Warsaw Gay Movement

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Warsaw Gay Movement arms (1987)

The Warsaw Gay Movement (Polish: Warszawski Ruch Homoseksualny, abbreviated: WRH) – was one of the first openly lesbian and gay organizations in Poland; it operated in Warsaw (Poland) between 1987 and 1988. The Warsaw Gay Movement was started in 1987, initially only for gay men. The founders were a group of activists, led by Waldemar Zboralski, Sławomir Starosta and Krzysztof Garwatowski.[1][2] However, lesbian women began joining the group during its first month of activity.[3][4]

The creation of the WRH was a counter-reaction by Polish gays against Operation Hyacinth,[5] an anti-gay program started by Polish police in November 1985.[6]

The first activities of WRH focused on anti-AIDS prevention and encouraging gay people to obtain HIV-tests. The reaction of the Polish mainstream media to the existence of the Warsaw Gay Movement was positive. WRH activists had an opportunity to present they opinions in weekly newspapers, and on radio and Polish television.[4] The Polish journalists were at the time on the side of Polish lesbian and gays and supported them openly.[6]

The Warsaw Gay Movement was mentioned under the name "Warsaw Homosexual Movement" as a politically active group of the Polish independence movement, by Radio Free Europe analyst Jiří Pehe, in his survey published in 1988 and 1989.[7][8]

In March 1988 the group of 15 activists applied to Warsaw City Hall and filed a formal application to register the Warsaw Gay Movement based on the Associations Act.[2] The Polish government refused it, due to an intervention from general Czesław Kiszczak, minister of Home Affairs, and the decision – influenced by the Catholic Church[9] – was negative on the grounds: "The existence of such an organisation is against the rule of public morality".[2] The group continued its activity in 1988 and in 1990, after communism in Poland had fallen, members of the Warsaw Gay Movement participated in the creation of a new organisation called "Stowarzyszenie Grup Lambda" (en: Lambda Groups Association),[2] an LGBT organisation with wider aims.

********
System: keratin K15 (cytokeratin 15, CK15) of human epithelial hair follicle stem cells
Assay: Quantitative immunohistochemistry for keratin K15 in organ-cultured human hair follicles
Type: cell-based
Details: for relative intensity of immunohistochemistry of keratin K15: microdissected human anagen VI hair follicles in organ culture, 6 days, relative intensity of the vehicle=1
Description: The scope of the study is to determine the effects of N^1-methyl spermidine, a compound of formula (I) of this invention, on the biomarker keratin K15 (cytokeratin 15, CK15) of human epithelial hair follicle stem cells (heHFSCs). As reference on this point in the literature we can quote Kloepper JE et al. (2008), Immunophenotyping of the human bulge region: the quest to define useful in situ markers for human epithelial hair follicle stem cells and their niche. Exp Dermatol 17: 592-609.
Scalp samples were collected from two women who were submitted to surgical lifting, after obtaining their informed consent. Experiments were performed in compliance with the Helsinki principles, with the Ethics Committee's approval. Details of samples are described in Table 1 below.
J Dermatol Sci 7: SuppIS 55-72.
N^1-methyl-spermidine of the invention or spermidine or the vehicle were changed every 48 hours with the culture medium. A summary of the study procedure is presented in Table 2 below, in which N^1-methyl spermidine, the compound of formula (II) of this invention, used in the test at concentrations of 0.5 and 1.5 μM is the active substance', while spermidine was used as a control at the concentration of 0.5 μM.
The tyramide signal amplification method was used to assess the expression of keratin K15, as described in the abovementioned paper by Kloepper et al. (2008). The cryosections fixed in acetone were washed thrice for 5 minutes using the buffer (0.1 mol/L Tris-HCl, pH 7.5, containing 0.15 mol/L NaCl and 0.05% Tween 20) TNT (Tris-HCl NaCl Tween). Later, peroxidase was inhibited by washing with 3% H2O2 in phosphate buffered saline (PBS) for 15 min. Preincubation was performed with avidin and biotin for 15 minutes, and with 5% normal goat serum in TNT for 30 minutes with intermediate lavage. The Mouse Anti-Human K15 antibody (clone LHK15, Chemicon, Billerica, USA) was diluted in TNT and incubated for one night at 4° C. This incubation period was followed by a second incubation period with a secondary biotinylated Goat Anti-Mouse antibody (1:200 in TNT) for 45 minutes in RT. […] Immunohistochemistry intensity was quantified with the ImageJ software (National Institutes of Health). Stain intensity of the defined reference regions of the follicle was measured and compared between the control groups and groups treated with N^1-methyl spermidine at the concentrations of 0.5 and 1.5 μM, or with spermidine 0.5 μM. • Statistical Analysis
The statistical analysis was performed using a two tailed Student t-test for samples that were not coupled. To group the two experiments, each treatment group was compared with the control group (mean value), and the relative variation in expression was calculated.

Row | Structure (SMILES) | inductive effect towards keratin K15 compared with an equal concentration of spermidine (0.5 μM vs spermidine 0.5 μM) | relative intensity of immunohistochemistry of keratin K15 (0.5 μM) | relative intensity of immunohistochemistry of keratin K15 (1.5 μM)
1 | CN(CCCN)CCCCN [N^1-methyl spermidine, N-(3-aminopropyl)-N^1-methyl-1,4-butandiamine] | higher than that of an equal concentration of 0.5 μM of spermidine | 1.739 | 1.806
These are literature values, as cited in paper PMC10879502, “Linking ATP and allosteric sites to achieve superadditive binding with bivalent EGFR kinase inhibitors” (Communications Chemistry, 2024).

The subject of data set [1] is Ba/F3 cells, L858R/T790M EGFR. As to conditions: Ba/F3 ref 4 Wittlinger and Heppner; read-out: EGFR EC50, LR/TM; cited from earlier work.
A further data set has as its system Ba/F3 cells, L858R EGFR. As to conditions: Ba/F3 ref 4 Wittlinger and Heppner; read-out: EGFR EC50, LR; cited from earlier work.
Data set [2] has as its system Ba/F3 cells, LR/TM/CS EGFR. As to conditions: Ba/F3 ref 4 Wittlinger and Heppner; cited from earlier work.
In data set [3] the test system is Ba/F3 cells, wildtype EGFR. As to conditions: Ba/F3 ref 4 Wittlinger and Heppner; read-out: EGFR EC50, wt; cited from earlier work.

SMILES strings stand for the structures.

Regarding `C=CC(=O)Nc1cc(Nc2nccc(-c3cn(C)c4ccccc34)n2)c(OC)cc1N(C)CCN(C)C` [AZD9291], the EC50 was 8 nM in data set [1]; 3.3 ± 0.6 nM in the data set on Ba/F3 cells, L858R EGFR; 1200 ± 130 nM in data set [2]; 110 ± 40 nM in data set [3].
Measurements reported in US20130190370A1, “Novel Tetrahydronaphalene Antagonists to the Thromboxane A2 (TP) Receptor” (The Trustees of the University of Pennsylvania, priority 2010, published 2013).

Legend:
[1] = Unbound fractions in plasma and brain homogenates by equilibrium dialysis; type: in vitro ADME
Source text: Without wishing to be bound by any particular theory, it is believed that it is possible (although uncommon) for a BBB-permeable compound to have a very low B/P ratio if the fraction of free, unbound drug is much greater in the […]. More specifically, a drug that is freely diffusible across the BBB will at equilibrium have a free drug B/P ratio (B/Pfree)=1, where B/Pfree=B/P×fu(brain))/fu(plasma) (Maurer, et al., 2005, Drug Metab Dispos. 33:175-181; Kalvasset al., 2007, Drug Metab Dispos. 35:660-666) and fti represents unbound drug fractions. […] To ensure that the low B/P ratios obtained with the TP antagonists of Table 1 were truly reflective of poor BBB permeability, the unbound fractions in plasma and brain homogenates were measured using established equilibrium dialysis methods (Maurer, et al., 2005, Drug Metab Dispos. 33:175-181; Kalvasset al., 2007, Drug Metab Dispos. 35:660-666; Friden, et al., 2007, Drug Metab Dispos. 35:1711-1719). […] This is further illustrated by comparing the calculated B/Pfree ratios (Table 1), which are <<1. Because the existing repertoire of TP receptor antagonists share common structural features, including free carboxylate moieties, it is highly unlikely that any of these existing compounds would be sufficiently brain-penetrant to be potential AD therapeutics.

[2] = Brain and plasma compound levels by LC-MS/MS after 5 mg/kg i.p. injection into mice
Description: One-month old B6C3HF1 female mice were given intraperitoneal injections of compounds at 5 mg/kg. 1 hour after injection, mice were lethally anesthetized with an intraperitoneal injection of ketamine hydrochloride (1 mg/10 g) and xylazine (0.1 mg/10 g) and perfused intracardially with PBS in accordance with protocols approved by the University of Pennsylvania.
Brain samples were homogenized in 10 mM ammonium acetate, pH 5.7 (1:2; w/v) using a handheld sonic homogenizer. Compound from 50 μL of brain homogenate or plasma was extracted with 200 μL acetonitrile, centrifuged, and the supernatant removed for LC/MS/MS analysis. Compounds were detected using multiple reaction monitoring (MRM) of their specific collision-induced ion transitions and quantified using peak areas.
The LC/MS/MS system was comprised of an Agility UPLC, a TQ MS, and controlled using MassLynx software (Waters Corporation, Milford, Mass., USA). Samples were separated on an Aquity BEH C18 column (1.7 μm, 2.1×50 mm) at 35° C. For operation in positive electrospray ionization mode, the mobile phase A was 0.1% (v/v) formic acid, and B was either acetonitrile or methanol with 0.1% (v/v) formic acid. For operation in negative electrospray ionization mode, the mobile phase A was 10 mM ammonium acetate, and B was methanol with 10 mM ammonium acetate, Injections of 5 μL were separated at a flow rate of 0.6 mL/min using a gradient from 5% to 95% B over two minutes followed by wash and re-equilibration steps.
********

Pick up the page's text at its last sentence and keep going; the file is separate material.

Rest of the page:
References[edit]

  1. ^ Kostrzewa, Yga; Minałto, Michał; Pietras, Marcin; Szot, Wojciech; Teodorczyk, Marcin; Tomasik, Krzysztof; Zabłocki, Krzysztof; Pietras, Marcin (2010). QueerWarsaw. Historical and cultural guide to Warsaw (full version). Translated by Mateusz Urban. Warsaw: Stowarzyszenie Lambda Warszawa. pp. 201–204. ISBN 978-83-926968-1-0. Retrieved 18 December 2013. 
  2. ^ a b c d Kostrzewa, Yga; Minałto, Michał; Pietras, Marcin; Szot, Wojciech; Teodorczyk, Marcin; Tomasik, Krzysztof; Zabłocki, Krzysztof; Pietras, Marcin (2010). QueerWarsaw. Historical and cultural guide to Warsaw (selected pages 201-204). Warsaw: Stowarzyszenie Lambda Warszawa. ISBN 978-83-926968-1-0. Retrieved 18 December 2013. 
  3. ^ Pierre Noël (February 1988). "Nouvelles de Pologne" (in French). Tels Quels Magazine (Belgium). Retrieved 18 December 2013. 
  4. ^ a b Franz Werner (June 1988). "Pedal in Polen" (in German). Rosa Flieder (Germany). Retrieved 18 December 2013. 
  5. ^ Manon Tremblay; Carol Johnson; David Paternotte (2011). The Lesbian and Gay Movement and the State: Comparative Insights Into a Transformed Relationship. Ashgate Publishing, Ltd. pp. 121–122. ISBN 978-1-4094-1067-6. 
  6. ^ a b Olof Hansen (1988). "Polish gay activist tells story of police harassment". The Philadelphia Gay News. 
  7. ^ Jiří Pehe (17 November 1988). "Independent Movements in Eastern Europe, page 18, (RAD BR/228)". osaarchivum.org. Open Society Archives. Retrieved 18 December 2013. The Warsaw Homosexual Movement. Founded: Date unknown in Warsaw; has been told unofficially that it will be legalized this year as an independent association. Estimated membership: "A few hundred." Objectives: No aims stated. Leading personalities: Waldemar Zboralski. 
  8. ^ Jiří Pehe (13 June 1989). "An Annotated Survey of Independent Movements in Eastern Europe, page 28, (RAD BR/100)". osaarchivum.org. Open Society Archives. Retrieved 18 December 2013. 
  9. ^ Selerowicz, Andrzej (2010). Leksykon kochających inaczej (in Polish). Poznań: Wydawnictwo SOFTPRESS. pp. 19–28. ISBN 83-900208-6-6. Retrieved 18 December 2013.